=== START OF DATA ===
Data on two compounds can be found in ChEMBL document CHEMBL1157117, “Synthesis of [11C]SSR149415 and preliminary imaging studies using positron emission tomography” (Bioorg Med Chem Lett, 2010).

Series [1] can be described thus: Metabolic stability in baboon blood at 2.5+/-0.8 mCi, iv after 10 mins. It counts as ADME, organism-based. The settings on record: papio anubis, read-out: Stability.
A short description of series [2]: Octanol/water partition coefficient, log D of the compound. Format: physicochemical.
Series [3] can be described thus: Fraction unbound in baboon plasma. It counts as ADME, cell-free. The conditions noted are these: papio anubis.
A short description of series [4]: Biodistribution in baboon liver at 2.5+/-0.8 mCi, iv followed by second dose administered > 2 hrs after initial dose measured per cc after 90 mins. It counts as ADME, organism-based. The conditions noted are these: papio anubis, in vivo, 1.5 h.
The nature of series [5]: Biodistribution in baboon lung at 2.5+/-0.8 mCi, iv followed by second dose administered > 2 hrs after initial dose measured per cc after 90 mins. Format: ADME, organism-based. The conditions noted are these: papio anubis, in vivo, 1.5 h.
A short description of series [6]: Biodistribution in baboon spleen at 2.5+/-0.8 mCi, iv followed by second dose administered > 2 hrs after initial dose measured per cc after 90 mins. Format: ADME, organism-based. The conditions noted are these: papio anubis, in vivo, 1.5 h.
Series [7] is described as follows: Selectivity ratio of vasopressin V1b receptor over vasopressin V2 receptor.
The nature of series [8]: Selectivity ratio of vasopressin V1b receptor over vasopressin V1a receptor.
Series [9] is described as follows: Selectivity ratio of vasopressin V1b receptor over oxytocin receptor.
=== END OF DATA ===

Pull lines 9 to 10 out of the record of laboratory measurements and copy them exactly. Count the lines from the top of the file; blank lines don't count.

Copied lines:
The nature of series [8]: Selectivity ratio of vasopressin V1b receptor over vasopressin V1a receptor.
Series [9] is described as follows: Selectivity ratio of vasopressin V1b receptor over oxytocin receptor.